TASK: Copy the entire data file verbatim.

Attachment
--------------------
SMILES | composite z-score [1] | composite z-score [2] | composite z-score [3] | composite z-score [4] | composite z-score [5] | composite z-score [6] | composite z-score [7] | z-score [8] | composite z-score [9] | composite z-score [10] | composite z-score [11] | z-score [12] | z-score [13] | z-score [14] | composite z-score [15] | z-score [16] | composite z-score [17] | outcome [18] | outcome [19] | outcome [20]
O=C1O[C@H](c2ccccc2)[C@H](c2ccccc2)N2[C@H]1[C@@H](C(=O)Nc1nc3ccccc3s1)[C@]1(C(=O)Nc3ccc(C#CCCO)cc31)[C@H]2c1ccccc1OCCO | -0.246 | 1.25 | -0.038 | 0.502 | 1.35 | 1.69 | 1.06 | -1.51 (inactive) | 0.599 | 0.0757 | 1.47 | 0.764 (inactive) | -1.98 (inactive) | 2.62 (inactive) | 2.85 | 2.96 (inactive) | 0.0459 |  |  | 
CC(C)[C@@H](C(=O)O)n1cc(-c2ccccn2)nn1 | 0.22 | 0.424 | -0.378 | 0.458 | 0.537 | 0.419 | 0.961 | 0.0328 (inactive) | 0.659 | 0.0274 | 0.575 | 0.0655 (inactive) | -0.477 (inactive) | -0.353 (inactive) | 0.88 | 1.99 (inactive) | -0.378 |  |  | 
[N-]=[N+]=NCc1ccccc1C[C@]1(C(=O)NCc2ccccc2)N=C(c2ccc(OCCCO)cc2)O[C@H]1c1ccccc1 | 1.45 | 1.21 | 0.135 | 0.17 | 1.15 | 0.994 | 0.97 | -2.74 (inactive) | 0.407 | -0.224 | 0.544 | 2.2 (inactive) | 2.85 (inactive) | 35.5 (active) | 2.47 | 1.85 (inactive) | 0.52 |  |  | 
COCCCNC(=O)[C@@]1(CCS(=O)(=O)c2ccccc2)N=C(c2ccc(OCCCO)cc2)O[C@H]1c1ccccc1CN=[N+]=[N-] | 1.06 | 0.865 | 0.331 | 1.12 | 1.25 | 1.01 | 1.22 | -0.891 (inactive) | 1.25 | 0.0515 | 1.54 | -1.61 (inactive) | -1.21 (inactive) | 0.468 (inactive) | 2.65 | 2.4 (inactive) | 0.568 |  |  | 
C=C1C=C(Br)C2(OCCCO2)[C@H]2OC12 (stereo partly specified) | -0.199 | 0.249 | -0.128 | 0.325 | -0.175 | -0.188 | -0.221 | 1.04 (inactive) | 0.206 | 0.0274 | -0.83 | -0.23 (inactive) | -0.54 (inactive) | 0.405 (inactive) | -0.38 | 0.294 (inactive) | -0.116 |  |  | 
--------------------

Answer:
SMILES | composite z-score [1] | composite z-score [2] | composite z-score [3] | composite z-score [4] | composite z-score [5] | composite z-score [6] | composite z-score [7] | z-score [8] | composite z-score [9] | composite z-score [10] | composite z-score [11] | z-score [12] | z-score [13] | z-score [14] | composite z-score [15] | z-score [16] | composite z-score [17] | outcome [18] | outcome [19] | outcome [20]
O=C1O[C@H](c2ccccc2)[C@H](c2ccccc2)N2[C@H]1[C@@H](C(=O)Nc1nc3ccccc3s1)[C@]1(C(=O)Nc3ccc(C#CCCO)cc31)[C@H]2c1ccccc1OCCO | -0.246 | 1.25 | -0.038 | 0.502 | 1.35 | 1.69 | 1.06 | -1.51 (inactive) | 0.599 | 0.0757 | 1.47 | 0.764 (inactive) | -1.98 (inactive) | 2.62 (inactive) | 2.85 | 2.96 (inactive) | 0.0459 |  |  | 
CC(C)[C@@H](C(=O)O)n1cc(-c2ccccn2)nn1 | 0.22 | 0.424 | -0.378 | 0.458 | 0.537 | 0.419 | 0.961 | 0.0328 (inactive) | 0.659 | 0.0274 | 0.575 | 0.0655 (inactive) | -0.477 (inactive) | -0.353 (inactive) | 0.88 | 1.99 (inactive) | -0.378 |  |  | 
[N-]=[N+]=NCc1ccccc1C[C@]1(C(=O)NCc2ccccc2)N=C(c2ccc(OCCCO)cc2)O[C@H]1c1ccccc1 | 1.45 | 1.21 | 0.135 | 0.17 | 1.15 | 0.994 | 0.97 | -2.74 (inactive) | 0.407 | -0.224 | 0.544 | 2.2 (inactive) | 2.85 (inactive) | 35.5 (active) | 2.47 | 1.85 (inactive) | 0.52 |  |  | 
COCCCNC(=O)[C@@]1(CCS(=O)(=O)c2ccccc2)N=C(c2ccc(OCCCO)cc2)O[C@H]1c1ccccc1CN=[N+]=[N-] | 1.06 | 0.865 | 0.331 | 1.12 | 1.25 | 1.01 | 1.22 | -0.891 (inactive) | 1.25 | 0.0515 | 1.54 | -1.61 (inactive) | -1.21 (inactive) | 0.468 (inactive) | 2.65 | 2.4 (inactive) | 0.568 |  |  | 
C=C1C=C(Br)C2(OCCCO2)[C@H]2OC12 (stereo partly specified) | -0.199 | 0.249 | -0.128 | 0.325 | -0.175 | -0.188 | -0.221 | 1.04 (inactive) | 0.206 | 0.0274 | -0.83 | -0.23 (inactive) | -0.54 (inactive) | 0.405 (inactive) | -0.38 | 0.294 (inactive) | -0.116 |  |  | 